Equal marriage has been declared legal across the US, after a Supreme Court ruling that said attempts by individual states to ban it is unconstitutional.

The ruling means that the number of states where gay marriage is legal will rise from 37 to 50. Loud cheers were heard outside the court after the ruling was announced, with one of the demonstrators, Jordan Monaghan, calling his mother from his mobile phone amid the celebrations: ‘Hey mom, I’m at the Supreme Court. Your son can have a husband now,’ he said.

Lawyers had argued that marriage was defined by law only to encourage procreation within stable family units, and therefore could only meaningfully apply to men and women. But justice Anthony Kennedy, in his ruling, said: ‘That is not to say the right to marry is less meaningful for those who do not or cannot have children. An ability, desire, or promise to procreate is not and has not been a prerequisite for a valid marriage in any State.’

Referencing the constitutional right to liberty, Kennedy added: ‘The petitioners in these cases seek to find that liberty by marrying someone of the same sex and having their marriages deemed lawful on the same terms and conditions as marriages between persons of the opposite sex.’

‘The Supreme Court’s decision is a huge victory for same-sex couples in the US that will reverberate in many countries that still deny people the right to marry the person they love,’ said Boris Dittrich, lesbian, gay, bisexual, and transgender (LGBT) rights advocacy director at Human Rights Watch. ‘It will strengthen everyone’s fundamental rights to equality and non-discrimination, irrespective of sexual orientation or gender identity.’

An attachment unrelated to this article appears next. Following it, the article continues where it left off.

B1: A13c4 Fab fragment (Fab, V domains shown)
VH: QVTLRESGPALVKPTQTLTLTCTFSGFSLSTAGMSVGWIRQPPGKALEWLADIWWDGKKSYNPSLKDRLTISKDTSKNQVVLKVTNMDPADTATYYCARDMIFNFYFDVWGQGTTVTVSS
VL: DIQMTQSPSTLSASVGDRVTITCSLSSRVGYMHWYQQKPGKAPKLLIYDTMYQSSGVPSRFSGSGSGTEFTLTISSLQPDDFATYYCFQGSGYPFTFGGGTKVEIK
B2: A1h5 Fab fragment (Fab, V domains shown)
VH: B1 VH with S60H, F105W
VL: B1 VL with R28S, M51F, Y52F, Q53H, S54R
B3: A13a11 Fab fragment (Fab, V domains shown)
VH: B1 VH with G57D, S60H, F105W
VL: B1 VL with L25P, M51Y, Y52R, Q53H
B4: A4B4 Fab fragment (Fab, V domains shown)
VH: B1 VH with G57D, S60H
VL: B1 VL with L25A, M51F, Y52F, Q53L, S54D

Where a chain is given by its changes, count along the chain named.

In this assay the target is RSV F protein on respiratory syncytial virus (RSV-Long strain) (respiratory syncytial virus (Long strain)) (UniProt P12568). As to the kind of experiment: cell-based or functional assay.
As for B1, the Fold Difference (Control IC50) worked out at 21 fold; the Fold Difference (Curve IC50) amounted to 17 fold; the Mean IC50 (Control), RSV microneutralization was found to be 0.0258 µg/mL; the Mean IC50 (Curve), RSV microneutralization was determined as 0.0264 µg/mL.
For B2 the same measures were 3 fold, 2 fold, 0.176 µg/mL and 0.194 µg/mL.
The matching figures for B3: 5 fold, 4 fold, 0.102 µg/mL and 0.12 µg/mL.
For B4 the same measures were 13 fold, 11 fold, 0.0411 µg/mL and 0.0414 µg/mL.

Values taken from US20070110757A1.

In addition to the four state bans that were found unconstitutional in today’s ruling, 10 other states currently retain bans on same-sex marriage. It is unclear when states retaining same-sex marriage bans will comply with the Supreme Court’s ruling and begin issuing marriage licenses to same-sex couples.

Same-sex marriage is now legal in Argentina, Belgium, Brazil, Canada, Denmark, France, Iceland, Ireland, Luxembourg, the Netherlands, New Zealand, Norway, Portugal, South Africa, Spain, Sweden, the United Kingdom and Uruguay, as well as in parts of Mexico. In May, voters in Ireland overwhelmingly approved a referendum enshrining the right to marriage equality in the country’s constitution. The law is expected to come into effect later this year.

The White House tweeted a video showing states where equal marriage has been made legal, with the words #LoveWins – and even changed their avi to a rainbow coloured White House.

Ruth Hunt, Chief Executive of Stonewall, commented: ‘This is a fantastic day for equality and with Pride events taking place all around the world this month, this news could not be more perfectly timed. Congratulations to all the happy couples who will now be able to say “I do”. There’s still a long way to go until marriage is legal for all same-sex couples across the world, but we hope that today is a sign of more good things to come.’